Studios are escalating the tentpole race, claiming dibs on the best dates into late 2018 as big bets grow ever more important to the bottom line.
Sony has already set a May 4, 2018, date for "Amazing Spider-Man 4," and slotted several animation projects that year, too. Disney has designated opening days that year for several Marvel and Pixar movies, and Fox has locked up dates for its animated movies.
Those three studios have taken the long view on movie scheduling to the extreme this summer, planting early flags on dates in 2016, 2017 and as far off as the week before Christmas 2018.
Why the unprecedented rush to nail down dates so far in the future? The studios were reluctant to talk on the record, but one need only look at this summer's crush of big-budget superhero movies, sequels and animated films for the answer. They are plainly winning their bet on more and bigger tentpole movies, and winning so big that they're doubling down on their future.
In simple terms, when you're spending north of $150 million on a movie, you want to be absolutely sure it has the optimum opening date – even if that means locking it down five years in advance.
"This is the future of tentpole release dates," Exhibitor Relations vice-president and senior analyst Jeff Bock told TheWrap. "The fact that so much time and money goes into making these big-budget movies and animated films, nailing down the right release date is of utmost importance to the studio and the creators."
It also sends a signal to rival studios.
"I think the gauntlet has been thrown down," Bock said. "It lets competitors know to stay away." There's nothing contractually stopping another studio from opening a movie on the same date claimed earlier by a rival, but it normally isn't good for business.
Earlier this summer, Warner Bros. chose to debut "Hangover 3" on the same May weekend that Universal had claimed for "Fast & Furious 6," and the R-rated comedy sequel wound up underwhelming at the box office. There's no telling how much sharing the date hurt, but it couldn't have helped.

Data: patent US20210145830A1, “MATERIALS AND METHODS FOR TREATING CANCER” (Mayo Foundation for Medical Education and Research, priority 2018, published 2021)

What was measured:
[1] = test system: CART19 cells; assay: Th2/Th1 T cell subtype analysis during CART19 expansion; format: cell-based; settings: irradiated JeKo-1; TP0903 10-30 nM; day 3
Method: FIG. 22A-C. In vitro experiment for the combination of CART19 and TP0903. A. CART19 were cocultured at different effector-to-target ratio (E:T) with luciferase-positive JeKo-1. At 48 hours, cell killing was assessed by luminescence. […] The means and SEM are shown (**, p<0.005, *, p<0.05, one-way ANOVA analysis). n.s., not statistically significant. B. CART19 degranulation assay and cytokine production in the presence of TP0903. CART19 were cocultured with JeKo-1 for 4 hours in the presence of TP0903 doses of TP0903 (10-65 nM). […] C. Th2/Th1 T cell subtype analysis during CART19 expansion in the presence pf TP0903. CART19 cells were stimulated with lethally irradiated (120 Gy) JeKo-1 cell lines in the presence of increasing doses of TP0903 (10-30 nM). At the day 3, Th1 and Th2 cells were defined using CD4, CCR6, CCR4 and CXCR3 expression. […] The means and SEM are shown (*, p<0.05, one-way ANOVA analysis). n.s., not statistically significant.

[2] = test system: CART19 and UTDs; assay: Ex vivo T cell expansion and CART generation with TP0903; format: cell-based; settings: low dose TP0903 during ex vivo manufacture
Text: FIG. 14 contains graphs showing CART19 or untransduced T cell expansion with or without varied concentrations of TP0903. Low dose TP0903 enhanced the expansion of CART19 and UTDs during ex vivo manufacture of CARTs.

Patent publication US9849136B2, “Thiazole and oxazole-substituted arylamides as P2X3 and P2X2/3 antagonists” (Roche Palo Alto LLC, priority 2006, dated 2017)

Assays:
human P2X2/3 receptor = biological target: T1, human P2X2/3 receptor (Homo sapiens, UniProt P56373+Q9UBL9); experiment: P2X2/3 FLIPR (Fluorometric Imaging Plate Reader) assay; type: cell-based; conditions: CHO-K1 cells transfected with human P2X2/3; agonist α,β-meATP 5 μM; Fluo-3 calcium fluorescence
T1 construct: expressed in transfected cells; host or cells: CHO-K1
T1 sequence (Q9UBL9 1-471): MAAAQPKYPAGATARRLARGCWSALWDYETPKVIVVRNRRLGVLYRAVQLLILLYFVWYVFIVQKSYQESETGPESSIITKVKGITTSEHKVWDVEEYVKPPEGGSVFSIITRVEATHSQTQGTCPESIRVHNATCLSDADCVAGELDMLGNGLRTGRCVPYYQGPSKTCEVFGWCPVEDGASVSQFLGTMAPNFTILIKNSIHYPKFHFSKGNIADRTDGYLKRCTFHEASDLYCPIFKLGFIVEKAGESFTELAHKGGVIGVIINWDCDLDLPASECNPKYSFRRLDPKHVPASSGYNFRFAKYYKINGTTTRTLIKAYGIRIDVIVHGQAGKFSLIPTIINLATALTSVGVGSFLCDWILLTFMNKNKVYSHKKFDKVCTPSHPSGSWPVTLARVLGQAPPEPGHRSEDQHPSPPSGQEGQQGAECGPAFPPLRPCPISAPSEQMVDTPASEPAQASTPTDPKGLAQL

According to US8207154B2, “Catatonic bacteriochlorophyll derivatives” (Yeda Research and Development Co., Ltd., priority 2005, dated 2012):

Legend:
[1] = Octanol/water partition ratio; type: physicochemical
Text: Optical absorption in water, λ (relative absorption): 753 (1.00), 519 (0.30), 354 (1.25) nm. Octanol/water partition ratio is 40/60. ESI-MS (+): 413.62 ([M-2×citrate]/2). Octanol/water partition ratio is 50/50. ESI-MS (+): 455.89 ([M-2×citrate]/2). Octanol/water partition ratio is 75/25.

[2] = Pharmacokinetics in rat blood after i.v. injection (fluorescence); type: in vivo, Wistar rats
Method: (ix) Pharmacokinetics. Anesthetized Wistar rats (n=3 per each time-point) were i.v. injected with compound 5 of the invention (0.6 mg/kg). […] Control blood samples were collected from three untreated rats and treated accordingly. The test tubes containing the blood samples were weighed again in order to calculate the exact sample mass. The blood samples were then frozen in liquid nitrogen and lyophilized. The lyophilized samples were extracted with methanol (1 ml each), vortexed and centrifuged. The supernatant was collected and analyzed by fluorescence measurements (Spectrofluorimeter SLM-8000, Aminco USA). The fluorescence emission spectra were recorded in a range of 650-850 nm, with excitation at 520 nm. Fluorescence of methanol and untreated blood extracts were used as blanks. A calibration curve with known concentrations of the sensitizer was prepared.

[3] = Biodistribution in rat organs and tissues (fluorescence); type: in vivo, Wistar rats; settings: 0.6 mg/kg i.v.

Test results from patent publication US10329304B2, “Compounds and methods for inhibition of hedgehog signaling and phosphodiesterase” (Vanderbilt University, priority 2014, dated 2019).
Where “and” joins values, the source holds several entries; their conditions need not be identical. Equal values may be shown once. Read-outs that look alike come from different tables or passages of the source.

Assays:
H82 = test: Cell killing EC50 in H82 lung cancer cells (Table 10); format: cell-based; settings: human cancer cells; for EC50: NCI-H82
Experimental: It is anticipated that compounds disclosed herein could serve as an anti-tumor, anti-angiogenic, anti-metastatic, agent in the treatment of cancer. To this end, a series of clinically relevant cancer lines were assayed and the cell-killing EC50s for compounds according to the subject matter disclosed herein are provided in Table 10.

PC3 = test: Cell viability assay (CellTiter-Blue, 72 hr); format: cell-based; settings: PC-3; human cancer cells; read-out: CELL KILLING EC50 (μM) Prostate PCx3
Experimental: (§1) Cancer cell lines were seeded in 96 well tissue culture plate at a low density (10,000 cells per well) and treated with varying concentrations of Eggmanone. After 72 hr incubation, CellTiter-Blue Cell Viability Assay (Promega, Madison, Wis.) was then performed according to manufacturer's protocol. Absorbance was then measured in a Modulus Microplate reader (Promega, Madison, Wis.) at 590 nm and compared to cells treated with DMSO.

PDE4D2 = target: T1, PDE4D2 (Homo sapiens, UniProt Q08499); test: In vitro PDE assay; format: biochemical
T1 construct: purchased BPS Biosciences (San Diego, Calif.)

The majority of the 12 movies already slotted for 2016, the 10 with dates in 2017 and the nine scheduled for 2018 don't have titles yet. This isn't a case of the studios grabbing dates and finding something to put on them later. They know which projects in their pipelines are going to be ready, even if they haven't announced them yet.
And while consumers may not know the specific projects, they probably know the brands. Many moviegoers are learning, for example, to expect Marvel releases from Disney in May, and animated films in November, and the fan boy sites make great sport of guessing what will come when.
In most cases, the dates chosen are ones on which the studios have scored big in the past, or their rivals have with similar films.
Disney has an untitled Marvel movie set for the first week in May 2016. That weekend served as the launch pad for "The Avengers" and "Iron Man 3." Its untitled "Avengers" sequel will be out on that weekend in 2015 and it has set another Marvel saga set for that date in 2017.
It won't have that slot in 2018, however. Sony has swooped in and claimed that weekend for "Amazing Spider-Man 4."
The Nov. 4, 2016 release date chosen by Fox for its animated "Trolls" is the same weekend that hit kids' movies "Megamind," "Puss in Boots" and last year's "Wreck-It Ralph" debuted on.
Other titles with dates are Sony's animated "Angry Birds," which will come out on July 1, 2016, and Fox's animated films "How to Train Your Dragon 3" (June 17, 2016), "Anubis" (July 15, 2016), "Trolls" (Nov. 4, 2016) and "Ferdinand" (April 7, 2017).
Also read: Sony to Make Two More 'Spider-Man' Sequels
There are significant internal benefits to the long lead time, including a clear target date for the completion of the movies, many of which are in production for years.
"That's significant, because it means that it's no longer a case of hurry up, and when you finish making the movie, we'll find a spot for it," Manatt, Phelps & Phillips entertainment partner Lindsay Conner told TheWrap. "This put everyone on the team on the same page."
In addition to providing a clear completion target, it allows more time for the studios' marketing machines to build momentum. And the extra lead time will come in particularly handy when setting up promotional partnerships and licensing deals.
Another benefit could be the signal that it sends to investors. These are big-budget movies, and their success or failure can move a company's stock. For shareholders, actual dates could make the potential for profits from blockbusters seem more solid.
Not every studio is on the bandwagon. The majority of the movies scheduled so far in advance are animated projects, and most of the other studios don't release more than one or two of those a year. Universal, for example, is very likely to have more "Despicable Me" movies in the pipeline, but plans to stay flexible in terms of setting release dates. Warner Bros. is not a big animated player, and has yet to schedule anything later than 2014.
In any case, slotting movies so far in the distant future is a new world for the studios.
"They're kind of like old-time explorers heading into the unknown, planting their flags and staking their claims," Conner said.